Lake Tazawa was named in the Meiji period when the mainland Japanese arrived here and settled in its surrounding foothills. However, the lake was known to the Ainu people long before, who named it Tapukopu which means “hill with a circular top.”
After some time, we went back to the bus stop and waited for the next bus as we munched on a snack of warm French fries from one of the local eateries. The buses come at regular intervals and we didn’t have to wait long before one came along.. The bus was somewhat full but we didn’t have any trouble getting us a couple of seats.
The golden statue of Tatsuko
After a short ride surrounded through dense cedar forest we were at Katajiri bus stop. The driver told us he would stay at the stop for 30 minutes. On this western shore, lies the fabled golden statue of Tatsuko, a legendary princess who was transformed into a dragon, for she wished for eternal beauty. After a short walk, we were there at the bronze statue of Tatsuko, where she stands in all her beauty – like a girl coming out of the blue waters of the lake.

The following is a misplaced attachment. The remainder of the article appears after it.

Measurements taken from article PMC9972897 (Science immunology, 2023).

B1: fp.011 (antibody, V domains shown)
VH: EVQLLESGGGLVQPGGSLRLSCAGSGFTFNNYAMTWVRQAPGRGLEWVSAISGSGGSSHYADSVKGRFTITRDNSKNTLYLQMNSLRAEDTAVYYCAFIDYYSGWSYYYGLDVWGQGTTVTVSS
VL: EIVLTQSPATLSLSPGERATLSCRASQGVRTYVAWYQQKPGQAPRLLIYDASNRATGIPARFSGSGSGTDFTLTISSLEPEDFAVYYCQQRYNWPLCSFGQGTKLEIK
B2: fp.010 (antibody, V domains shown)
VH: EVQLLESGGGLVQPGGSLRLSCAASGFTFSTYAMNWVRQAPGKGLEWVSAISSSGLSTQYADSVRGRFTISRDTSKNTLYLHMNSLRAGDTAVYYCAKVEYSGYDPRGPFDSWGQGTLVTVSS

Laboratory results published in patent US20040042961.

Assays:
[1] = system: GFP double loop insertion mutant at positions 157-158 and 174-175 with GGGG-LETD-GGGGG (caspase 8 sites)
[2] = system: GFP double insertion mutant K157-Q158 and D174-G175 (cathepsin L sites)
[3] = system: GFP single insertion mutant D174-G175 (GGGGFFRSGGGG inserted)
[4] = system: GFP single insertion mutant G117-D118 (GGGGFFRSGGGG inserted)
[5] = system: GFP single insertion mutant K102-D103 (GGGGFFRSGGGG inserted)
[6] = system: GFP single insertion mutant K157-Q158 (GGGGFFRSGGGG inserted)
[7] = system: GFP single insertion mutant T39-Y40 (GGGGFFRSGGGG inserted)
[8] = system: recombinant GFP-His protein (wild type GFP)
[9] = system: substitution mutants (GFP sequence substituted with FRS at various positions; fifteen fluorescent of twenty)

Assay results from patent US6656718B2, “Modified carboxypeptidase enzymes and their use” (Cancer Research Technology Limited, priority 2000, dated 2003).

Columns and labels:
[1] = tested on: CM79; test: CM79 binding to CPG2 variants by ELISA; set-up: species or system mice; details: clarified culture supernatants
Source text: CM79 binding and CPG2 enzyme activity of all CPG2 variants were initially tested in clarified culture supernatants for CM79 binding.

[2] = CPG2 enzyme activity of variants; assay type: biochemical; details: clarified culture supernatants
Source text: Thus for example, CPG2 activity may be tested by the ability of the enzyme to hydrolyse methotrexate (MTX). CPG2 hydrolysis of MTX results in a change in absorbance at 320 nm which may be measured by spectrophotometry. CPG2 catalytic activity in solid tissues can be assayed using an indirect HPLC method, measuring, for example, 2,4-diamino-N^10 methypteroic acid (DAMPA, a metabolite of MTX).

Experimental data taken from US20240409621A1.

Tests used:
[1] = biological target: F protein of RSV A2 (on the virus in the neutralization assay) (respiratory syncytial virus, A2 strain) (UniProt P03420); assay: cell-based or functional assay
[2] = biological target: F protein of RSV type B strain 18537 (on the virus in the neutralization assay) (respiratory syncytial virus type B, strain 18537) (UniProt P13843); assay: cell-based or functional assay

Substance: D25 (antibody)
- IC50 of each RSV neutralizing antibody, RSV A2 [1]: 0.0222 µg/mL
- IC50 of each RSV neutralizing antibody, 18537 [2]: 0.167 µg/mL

There are many versions of this mysterious legend – perhaps no one knows the ‘original’ or ‘authentic’ version of it, because it has been orally passed down through generations.
Legend of Tatsuko
Tatsuko, a girl from In-nai area, was known for her beautiful appearance. Comprehending that her beauty would not last forever, she started to visit a nearby shrine at the foot of Mt. Okurasan. She would visit there dedicatedly, night after night to make this wish. Eventually on the 100th night, she finally received a message from the god of mercy, telling her to go north and find a holy spring. She told her to take a sip from that spring.
Tatsuko, left her home and traveled across the mountains. Finally, she found the holy spring that she was told about. Delighted, she took a sip as told in the message. As Tatsuko was drinking the water from the holy spring with her delicate hands, she felt more and more thirsty. She was drinking so breathlessly and mindlessly that she started to have her face to the water. Next moment, heavy clouds appeared over the mountains, bringing a thunderstorm. Soon, the pouring rain washed out everything and caused a landslide down to the lake. The lightnings were so blinding that Tatsuko couldn’t even see herself. When it finally calmed down, she saw her reflection in the water change as she turned into a dragon.
The legend doesn’t stop here. It goes on as when Tatsuko had gone missing for way too long, her mother became anxious. She wandered into the mountains searching for her precious daughter. She went deeper and deeper into the mountains and finally, found the holy spring. She desperately called her daughter’s name. The calling was heard by Tatsuko, who had now become a dragon.